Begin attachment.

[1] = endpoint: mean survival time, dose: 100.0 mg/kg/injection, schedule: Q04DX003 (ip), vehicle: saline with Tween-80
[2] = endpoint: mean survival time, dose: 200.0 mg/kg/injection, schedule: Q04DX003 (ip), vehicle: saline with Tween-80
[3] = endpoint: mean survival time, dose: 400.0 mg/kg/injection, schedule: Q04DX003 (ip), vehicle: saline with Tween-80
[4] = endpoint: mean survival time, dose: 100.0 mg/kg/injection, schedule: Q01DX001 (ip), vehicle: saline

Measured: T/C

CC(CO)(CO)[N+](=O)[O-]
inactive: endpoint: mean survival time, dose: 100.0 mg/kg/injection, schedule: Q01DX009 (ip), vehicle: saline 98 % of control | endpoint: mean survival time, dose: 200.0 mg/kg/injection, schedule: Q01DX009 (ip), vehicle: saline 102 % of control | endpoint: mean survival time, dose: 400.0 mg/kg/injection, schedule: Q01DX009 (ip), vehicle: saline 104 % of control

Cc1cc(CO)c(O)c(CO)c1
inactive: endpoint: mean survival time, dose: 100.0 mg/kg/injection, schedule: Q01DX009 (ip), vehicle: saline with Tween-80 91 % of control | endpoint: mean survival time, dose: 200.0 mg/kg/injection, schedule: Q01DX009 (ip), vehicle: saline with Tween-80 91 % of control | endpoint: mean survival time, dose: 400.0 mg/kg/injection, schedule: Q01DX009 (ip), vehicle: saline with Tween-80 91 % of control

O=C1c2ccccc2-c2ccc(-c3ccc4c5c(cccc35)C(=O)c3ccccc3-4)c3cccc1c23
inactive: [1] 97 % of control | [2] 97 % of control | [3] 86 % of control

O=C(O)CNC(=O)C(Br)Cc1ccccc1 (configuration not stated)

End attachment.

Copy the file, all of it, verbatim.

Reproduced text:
[1] = endpoint: mean survival time, dose: 100.0 mg/kg/injection, schedule: Q04DX003 (ip), vehicle: saline with Tween-80
[2] = endpoint: mean survival time, dose: 200.0 mg/kg/injection, schedule: Q04DX003 (ip), vehicle: saline with Tween-80
[3] = endpoint: mean survival time, dose: 400.0 mg/kg/injection, schedule: Q04DX003 (ip), vehicle: saline with Tween-80
[4] = endpoint: mean survival time, dose: 100.0 mg/kg/injection, schedule: Q01DX001 (ip), vehicle: saline

Measured: T/C

CC(CO)(CO)[N+](=O)[O-]
inactive: endpoint: mean survival time, dose: 100.0 mg/kg/injection, schedule: Q01DX009 (ip), vehicle: saline 98 % of control | endpoint: mean survival time, dose: 200.0 mg/kg/injection, schedule: Q01DX009 (ip), vehicle: saline 102 % of control | endpoint: mean survival time, dose: 400.0 mg/kg/injection, schedule: Q01DX009 (ip), vehicle: saline 104 % of control

Cc1cc(CO)c(O)c(CO)c1
inactive: endpoint: mean survival time, dose: 100.0 mg/kg/injection, schedule: Q01DX009 (ip), vehicle: saline with Tween-80 91 % of control | endpoint: mean survival time, dose: 200.0 mg/kg/injection, schedule: Q01DX009 (ip), vehicle: saline with Tween-80 91 % of control | endpoint: mean survival time, dose: 400.0 mg/kg/injection, schedule: Q01DX009 (ip), vehicle: saline with Tween-80 91 % of control

O=C1c2ccccc2-c2ccc(-c3ccc4c5c(cccc35)C(=O)c3ccccc3-4)c3cccc1c23
inactive: [1] 97 % of control | [2] 97 % of control | [3] 86 % of control

O=C(O)CNC(=O)C(Br)Cc1ccccc1 (configuration not stated)